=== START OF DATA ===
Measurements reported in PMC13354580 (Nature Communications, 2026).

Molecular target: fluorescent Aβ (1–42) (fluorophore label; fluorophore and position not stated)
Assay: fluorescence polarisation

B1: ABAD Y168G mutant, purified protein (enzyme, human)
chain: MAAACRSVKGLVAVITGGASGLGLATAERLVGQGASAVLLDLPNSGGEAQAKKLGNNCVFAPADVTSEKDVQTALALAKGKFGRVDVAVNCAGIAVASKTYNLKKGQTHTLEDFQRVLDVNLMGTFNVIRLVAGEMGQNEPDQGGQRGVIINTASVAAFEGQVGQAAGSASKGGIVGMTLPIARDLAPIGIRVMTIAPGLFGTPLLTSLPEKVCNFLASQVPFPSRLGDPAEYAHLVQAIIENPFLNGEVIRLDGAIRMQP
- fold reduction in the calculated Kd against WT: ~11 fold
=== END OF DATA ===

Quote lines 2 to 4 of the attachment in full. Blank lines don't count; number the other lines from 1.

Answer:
Molecular target: fluorescent Aβ (1–42) (fluorophore label; fluorophore and position not stated)
Assay: fluorescence polarisation

B1: ABAD Y168G mutant, purified protein (enzyme, human)